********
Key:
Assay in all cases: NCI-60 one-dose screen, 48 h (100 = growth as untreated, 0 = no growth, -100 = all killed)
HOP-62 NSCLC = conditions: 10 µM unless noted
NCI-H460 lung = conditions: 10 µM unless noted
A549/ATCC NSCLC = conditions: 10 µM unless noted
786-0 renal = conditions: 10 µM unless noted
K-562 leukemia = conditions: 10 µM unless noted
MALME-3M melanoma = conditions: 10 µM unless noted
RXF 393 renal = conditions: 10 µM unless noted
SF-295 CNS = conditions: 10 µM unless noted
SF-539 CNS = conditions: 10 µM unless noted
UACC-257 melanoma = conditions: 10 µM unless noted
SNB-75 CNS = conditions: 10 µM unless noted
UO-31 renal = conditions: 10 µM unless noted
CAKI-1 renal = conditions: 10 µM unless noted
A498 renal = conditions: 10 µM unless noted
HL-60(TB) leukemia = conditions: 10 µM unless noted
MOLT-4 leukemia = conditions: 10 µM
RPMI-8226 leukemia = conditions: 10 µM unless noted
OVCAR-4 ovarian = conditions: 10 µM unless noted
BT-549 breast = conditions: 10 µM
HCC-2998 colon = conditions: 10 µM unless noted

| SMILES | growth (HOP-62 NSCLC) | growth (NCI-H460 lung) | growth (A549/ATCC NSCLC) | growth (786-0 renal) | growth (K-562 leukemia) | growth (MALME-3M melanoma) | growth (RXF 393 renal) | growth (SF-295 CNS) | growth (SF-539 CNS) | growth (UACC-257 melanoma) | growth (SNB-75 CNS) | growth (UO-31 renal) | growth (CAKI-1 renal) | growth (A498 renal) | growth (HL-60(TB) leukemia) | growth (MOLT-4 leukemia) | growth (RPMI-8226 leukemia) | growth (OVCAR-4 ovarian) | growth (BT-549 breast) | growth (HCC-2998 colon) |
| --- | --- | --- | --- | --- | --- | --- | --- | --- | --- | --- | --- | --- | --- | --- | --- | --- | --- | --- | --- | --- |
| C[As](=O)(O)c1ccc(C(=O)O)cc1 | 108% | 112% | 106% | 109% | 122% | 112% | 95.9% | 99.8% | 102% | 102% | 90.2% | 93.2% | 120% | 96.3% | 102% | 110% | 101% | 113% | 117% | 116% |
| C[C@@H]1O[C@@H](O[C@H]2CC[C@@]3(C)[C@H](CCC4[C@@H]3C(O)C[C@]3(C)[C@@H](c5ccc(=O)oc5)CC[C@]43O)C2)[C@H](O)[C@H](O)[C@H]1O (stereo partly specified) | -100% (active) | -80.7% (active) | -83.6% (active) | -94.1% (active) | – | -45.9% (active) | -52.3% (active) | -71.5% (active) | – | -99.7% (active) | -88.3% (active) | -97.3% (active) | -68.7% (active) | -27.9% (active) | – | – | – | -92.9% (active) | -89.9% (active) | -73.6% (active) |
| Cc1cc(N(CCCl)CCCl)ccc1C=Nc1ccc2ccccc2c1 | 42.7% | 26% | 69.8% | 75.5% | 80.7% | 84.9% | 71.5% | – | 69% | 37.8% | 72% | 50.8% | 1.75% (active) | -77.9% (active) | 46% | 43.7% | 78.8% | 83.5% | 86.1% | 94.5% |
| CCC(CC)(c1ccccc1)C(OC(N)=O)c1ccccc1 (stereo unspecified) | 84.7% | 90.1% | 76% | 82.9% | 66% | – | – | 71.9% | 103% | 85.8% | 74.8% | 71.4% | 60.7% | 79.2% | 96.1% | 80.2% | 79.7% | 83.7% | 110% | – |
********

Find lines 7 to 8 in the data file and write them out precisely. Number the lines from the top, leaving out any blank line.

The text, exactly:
K-562 leukemia = conditions: 10 µM unless noted
MALME-3M melanoma = conditions: 10 µM unless noted